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Volume 1 Issue 2

A Qualitative Exploration of the Effects of Crime Victimization for Victims of Personal Crime

DeValve, E. Q.

Previous literature suggests crime victims' experiences or reactions to crime run o­n a continuum from little or no effect to extreme effects. Participants in this study reported minor to serious effects from crime victimizations. Additionally, this study found that talking with the offender may be a helpful component to the victims' recovery, and highlights the need for further research.

Effects of Psycholegal Knowledge on Decision-Making by Mock Juries

Shaw, J.I., & Skolnick, P.

This study examined the effects of psycholegal knowledge o­n a mock jury decision-making task. Psycholegal knowledge was obtained by completion of a university course o­n psychology and law focusing o­n jury decision-making. It was predicted that psycholegal knowledge would enhance juror competence, motivation, and satisfaction with participation in the legal process. Mock jurors who had taken the course were compared with those who had not. Both groups were shown a videotape of a rape trial and participated in jury deliberations. Jurors trained in psycholegal knowledge voted for acquittal more often than those who were not. Additionally, trained jurors were more satisfied, were more confident that their jury reached a correct verdict, and believed more that their jury's decision was based o­n the evidence presented than did untrained jurors. Content analysis of jury deliberations found that trained jurors were more task oriented and focused o­n relevant evidence than untrained jurors. The feasibility of implementing a juror training program prior to jury service was discussed.

Tellegen's Multidimensional Personality Questionnaire in Violent and Nonviolent Women Criminals

Kenna, C. E., & Burstein, A. G.

Although crime rates have been decreasing for a number of years, crime continues to be an important problem both economically and socially. An emerging factor is the need to house an increasing number of female offenders. Although the amount of crime committed by women has increased in the last forty years, little research has been conducted with this population. The Multidimensional Personality Questionnaire (MPQ), a self-report personality inventory developed by Auke Tellegen, is a relatively new means of psychologically examining populations of interest. The MPQ measures eleven personality traits and three higher order factors. Thirty-two violent and 23 nonviolent women inmates at the Louisiana Correctional Institution for Women were administered the MPQ. A discriminant function analysis using the primary trait measures accurately classified 81.8% of the women. Thus the MPQ would seem a promising tool to use in the further study of this and possibly other criminal groups.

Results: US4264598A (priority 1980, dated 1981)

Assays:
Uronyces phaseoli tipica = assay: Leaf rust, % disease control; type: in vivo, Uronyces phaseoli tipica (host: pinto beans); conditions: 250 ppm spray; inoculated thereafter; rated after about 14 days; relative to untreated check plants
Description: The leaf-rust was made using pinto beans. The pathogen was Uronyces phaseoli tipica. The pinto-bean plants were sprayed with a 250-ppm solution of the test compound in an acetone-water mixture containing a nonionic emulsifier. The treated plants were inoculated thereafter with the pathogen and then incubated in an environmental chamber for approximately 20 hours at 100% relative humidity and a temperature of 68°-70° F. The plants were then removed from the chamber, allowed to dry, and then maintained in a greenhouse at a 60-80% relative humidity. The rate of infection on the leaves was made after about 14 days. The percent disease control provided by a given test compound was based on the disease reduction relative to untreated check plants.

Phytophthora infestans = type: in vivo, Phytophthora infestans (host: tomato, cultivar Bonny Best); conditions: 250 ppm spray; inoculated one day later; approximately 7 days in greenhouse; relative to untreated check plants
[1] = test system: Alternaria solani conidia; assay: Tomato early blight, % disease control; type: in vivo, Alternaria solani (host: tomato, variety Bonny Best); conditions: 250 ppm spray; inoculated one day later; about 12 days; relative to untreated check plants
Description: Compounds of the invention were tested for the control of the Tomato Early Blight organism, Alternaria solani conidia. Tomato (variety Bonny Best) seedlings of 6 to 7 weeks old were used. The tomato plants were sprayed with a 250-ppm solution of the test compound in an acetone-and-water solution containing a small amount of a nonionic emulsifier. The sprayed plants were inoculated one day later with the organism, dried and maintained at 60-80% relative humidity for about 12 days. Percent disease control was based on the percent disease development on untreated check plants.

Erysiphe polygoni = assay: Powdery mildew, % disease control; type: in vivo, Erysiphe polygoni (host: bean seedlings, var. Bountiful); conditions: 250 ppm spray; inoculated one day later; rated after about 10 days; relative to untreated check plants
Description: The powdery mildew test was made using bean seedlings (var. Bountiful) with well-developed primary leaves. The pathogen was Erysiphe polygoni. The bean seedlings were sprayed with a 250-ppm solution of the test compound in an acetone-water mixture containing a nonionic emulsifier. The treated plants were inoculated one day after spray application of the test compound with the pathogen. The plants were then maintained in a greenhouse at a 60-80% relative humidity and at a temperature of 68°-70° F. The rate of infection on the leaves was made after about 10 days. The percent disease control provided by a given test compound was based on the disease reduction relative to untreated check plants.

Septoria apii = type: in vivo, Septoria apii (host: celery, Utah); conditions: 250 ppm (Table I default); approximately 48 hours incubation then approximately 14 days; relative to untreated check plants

Family-Friendly Policies in the Police: Implications for Work-Family Conflict

Youngcourt, S., & Huffman, A.

Although organizational decision-makers are turning toward "family-friendly" policies to reduce employee work-family strain, the usefulness of such policies, as well as perceptions of their availability, remains unclear. Thus, we examined both perceived availability of family-friendly programs as well as the actual usage of such programs for minimizing work-family conflict. Data from the Work and Family Services for Law Enforcement Personnel in the United States study (Delprino, O'Quinn & Kennedy, 1995) were used from 866 married police officers. Results showed that work stress was positively related to work-family conflict. Furthermore, whereas no relationship between program usage and work-family conflict emerged, there was both a direct negative relationship between program availability and work-family conflict and family-friendly policy availability moderated the relationship between work stress and work-family conflict.